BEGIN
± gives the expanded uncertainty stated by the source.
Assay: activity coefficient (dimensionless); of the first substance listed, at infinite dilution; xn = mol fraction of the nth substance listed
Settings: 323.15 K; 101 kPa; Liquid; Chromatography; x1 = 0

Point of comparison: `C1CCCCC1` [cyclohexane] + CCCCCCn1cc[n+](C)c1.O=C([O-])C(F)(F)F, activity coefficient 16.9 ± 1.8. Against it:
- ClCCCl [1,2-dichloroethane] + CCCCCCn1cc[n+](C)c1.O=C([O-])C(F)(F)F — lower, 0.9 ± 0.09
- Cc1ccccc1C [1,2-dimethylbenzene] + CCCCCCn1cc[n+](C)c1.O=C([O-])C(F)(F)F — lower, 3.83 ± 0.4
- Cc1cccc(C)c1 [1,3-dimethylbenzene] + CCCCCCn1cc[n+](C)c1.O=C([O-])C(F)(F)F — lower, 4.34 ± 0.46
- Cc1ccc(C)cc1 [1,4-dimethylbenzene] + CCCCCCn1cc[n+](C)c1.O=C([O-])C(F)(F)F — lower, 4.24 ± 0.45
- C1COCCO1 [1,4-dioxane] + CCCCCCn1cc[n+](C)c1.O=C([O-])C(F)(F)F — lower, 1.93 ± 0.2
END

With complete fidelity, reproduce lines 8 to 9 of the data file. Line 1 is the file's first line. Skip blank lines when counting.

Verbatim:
- Cc1ccc(C)cc1 [1,4-dimethylbenzene] + CCCCCCn1cc[n+](C)c1.O=C([O-])C(F)(F)F — lower, 4.24 ± 0.45
- C1COCCO1 [1,4-dioxane] + CCCCCCn1cc[n+](C)c1.O=C([O-])C(F)(F)F — lower, 1.93 ± 0.2